Visit the world’s largest warehouse complex at Kontorhausviertel and Speicherstadt, which together with Chilehaus, are UNESCO World Heritage Sites. If you must choose just one museum to visit, Hamburg Kunsthalle ranks as the nation’s best art museum. You can break up the sightseeing with some shopping on Mönckebergstraße, or stop for some traditional Hamburger fare like aalsuppe, a ham soup with dried fruits, or labskaus, corned beef with potato and pickles.
Today we cruise along the shores of southern England, heading towards Portsmouth harbour. As we sail the waters of the Channel again, it is time to recap on all the fascinating sights that we have seen during our journey along the Atlantic coast of Europe. Our Expedition Team will be eager to share with you the best moments of the trip and offer the final lectures of the cruise.
Our adventure comes to an end as we dock in Portsmouth. But if you have time, why not stay and explore this vibrant coastal town, with its long and proud naval heritage?
Portsmouth Historic Dockyard, with its fascinating exhibitions, museums and world-famous ships through the ages, showcases the very best of the Royal Navy and is a highlight for any fan of naval history. You can spend a day exploring aboard Nelson’s HMS Victory, Tudor ship Mary Rose, the warship HMS Warrior, and even a Cold War submarine.
Outside the Royal Docks, the D-Day Story in Southsea will delight those interested in the Second World War. You can also take a stroll around Southsea beach and promenade or visit Southsea Castle.
If you’re not in the mood for military history, head for Old Portsmouth. You can explore the remains of the sea facing ramparts, the Round Tower and Square Tower, visit St Thomas Cathedral and the ruins of Garrison Church. Take the elevator to the observation deck of Spinnaker Tower and enjoy the best panoramic views in town. And if you’re feeling adventurous, you can even abseil down to the base!
If you still have time, Portchester Castle, a little way out of town, is worth a visit. A 3rd century Roman shore fort, it is one of the most impressive of its kind in Europe.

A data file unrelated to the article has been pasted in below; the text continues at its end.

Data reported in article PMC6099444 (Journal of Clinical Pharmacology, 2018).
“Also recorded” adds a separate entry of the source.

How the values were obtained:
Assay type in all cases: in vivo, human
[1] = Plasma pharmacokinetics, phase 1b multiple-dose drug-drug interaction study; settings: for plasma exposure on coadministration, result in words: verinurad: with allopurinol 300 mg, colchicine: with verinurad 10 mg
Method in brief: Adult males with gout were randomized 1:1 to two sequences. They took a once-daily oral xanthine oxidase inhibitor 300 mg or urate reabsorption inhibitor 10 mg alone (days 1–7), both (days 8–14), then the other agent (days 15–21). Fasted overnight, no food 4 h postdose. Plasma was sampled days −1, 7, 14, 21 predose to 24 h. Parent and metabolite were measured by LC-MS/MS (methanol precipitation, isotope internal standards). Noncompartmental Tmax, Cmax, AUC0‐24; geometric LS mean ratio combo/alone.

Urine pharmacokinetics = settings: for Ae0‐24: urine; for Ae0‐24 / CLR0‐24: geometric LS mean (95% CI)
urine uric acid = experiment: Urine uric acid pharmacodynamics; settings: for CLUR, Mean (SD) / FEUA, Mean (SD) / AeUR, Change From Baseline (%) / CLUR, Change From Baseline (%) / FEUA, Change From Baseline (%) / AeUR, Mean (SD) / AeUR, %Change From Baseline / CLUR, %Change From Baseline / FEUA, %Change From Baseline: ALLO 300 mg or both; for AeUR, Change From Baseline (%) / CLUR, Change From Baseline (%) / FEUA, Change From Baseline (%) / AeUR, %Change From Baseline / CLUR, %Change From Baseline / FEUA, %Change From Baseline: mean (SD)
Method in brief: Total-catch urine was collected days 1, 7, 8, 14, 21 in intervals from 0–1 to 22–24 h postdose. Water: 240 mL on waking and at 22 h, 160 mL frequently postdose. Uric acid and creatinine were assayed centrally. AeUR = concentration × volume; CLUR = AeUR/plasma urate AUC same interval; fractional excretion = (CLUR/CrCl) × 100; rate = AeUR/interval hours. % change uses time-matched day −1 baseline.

Cabin Bedding and Upgrades
Bedding on board the cruise is restricted to the following configurations. If you wish to upgrade your cabin, the following amounts are payable in addition to the package price prior to travel:
Polar Outside (RR): INCLUDED
The Polar Outside cabins are primarily on the middle decks with windows, most are spacious, have flexible sleeping arrangements and TV for excellent and high standard accommodation. Can accommodate two to four passengers.
Arctic Superior (XTJ)
Arctic Superior class cabins are comfortable and roomy accommodation and most have balconies. Flexible sleeping arrangements, sofa beds, TV and other features make this one of our most popular categories. Our Arctic Superior concept includes an amenity kit, kettle, tea and coffee. Can accommodate two to four passengers. Upgrades from AU$2,468 per person, twin share or AU$3,579 per person, single (subject to availability).
Expedition Suite (ME)
These suites are large, well-appointed cabins with expansive windows and most have balconies. Some have a private outdoor hot tub. The suites feature flexible sleeping arrangements with comfortable sofas, sitting areas and TV. They can accomodate up to four people. Expedition suites are exclusively in upper and mid-deck locations. Our Expedition Suite concept includes a bathrobe, espresso maker, and more. An exciting welcome gift awaits all suite guests in their cabin. Upgrades from AU$4,548 per person, twin share or AU$12,389 per person, single (subject to availability).
Please request your cabin upgrade in the 'special requests' field. Availability and price will then be confirmed and added to your invoice upon acceptance.
MS Fridtjof Nansen is designed for unforgettable expeditions in the spirit of Norwegian polar hero Fridtjof Nansen. From the innovative hybrid electric-powered engines that enables us to quietly glide into the pristine wilderness to the elegant, modern cabin furnishings, everything is created with your adventure in mind.
To know more about your ship, please click HERE.
Deposit & Payments
Booking On Request
Due to COVID there maybe disruptions to standard operating schedules of particular components of this itinerary. Should a component be effected a substitute will be confirmed prior to departure.
While the tour itinerary should give you some guidance and overview to the expected requirements, to determine if this tour is right for you we categorise each of our tours in terms of their intensity.
These guidelines are to ensure that each tour group is conducted as expected and to ensure the overall satisfaction of all Inspiring Vacations customers. As a general rule, porterage is not included, therefore at all times you are expected to handle your own luggage where help may not be available.
The accommodation listed is subject to change. Any changes will be of an equal or higher standard. Bedding configurations (double or twin) are requests only and subject to availability. All efforts will be made to meet your preferences, however any changes are beyond our control.
Please follow the 'book now' prompts and select 1 passenger to view the single supplement cost.
Travel insurance is required to protect yourself against the unexpected.
Final documentation including, e-tickets and cruise details, will be provided approximately 30 days prior to travel.
Children must share a room with parents at all times and are charged the same price as adults.
For all international voyages, it is the traveller's responsibility to ensure that they have a valid passport and they meet the visa requirement. The passport must be valid for a minimum of six months from the intended date of return.